There are two types of plugins: functional plugins, and factory plugins. Many examples of these can be found in the JoFileMods.jar plugin that ships with SMEdit.
A function plugin is a Java class that implements the
jo.sm.mods.IBlocksPlugin interface. It is included in the jar file and declared in the
MANIFEST.MF file with a
BlocksPlugins tag. There are a number of informational methods that return the name, description, author and category of the plugin. The main functional entry point takes in a
SparseMatrix<Block> argument representing the current model. If the model is to be changed, a similar object is returned.
A factory plugin is a Java class that implements the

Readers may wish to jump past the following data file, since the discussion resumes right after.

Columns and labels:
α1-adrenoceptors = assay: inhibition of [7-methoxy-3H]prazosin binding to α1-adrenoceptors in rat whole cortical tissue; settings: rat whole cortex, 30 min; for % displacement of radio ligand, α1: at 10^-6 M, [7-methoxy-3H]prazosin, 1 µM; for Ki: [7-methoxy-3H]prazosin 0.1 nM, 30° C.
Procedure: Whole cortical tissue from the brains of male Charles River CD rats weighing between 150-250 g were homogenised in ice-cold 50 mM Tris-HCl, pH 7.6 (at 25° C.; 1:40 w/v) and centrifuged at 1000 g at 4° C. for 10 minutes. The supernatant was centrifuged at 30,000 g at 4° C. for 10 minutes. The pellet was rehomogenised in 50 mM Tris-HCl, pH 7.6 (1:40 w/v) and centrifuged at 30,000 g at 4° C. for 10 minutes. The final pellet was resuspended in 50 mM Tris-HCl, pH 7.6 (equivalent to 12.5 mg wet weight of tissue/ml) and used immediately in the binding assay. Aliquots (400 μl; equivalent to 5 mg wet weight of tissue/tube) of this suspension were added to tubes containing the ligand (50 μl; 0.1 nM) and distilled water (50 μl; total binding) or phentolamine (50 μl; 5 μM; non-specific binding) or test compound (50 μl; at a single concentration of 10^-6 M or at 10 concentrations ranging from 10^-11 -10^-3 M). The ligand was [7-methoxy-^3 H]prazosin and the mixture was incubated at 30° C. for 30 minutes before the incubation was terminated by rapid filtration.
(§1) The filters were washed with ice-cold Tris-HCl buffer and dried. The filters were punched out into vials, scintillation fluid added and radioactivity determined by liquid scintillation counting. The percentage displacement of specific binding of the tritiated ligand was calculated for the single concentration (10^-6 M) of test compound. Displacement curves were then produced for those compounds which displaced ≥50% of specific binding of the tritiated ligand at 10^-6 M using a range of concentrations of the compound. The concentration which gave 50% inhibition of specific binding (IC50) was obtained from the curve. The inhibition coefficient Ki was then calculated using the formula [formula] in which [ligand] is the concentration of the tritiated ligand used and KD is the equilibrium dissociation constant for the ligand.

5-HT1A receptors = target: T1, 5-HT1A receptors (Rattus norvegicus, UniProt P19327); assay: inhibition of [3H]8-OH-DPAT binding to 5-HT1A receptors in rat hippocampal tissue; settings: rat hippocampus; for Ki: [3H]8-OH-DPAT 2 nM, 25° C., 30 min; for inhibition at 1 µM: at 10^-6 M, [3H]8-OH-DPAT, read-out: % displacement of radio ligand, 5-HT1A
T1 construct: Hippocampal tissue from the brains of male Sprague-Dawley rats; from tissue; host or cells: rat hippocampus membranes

jo.sm.mods.IStarMadePluginFactory interface. It is included in the jar file and declared in the
MANIFEST.MF file with a
PluginFactories tag. It has a single interface which returns a list of IBlocksPlugin. This is most often used when groups of similar plugins are generated by a user supplied XML file.
Help and Feature Requests
The development of SMEdit is being tracked in a thread on the StarMade forum. When reporting a bug for SMEdit, please include the following:
- Step by step, what you did
- What actually happened
- What you expected to happen
- Any and all files needed to recreate the steps given
If possible, record a macro of the steps you use.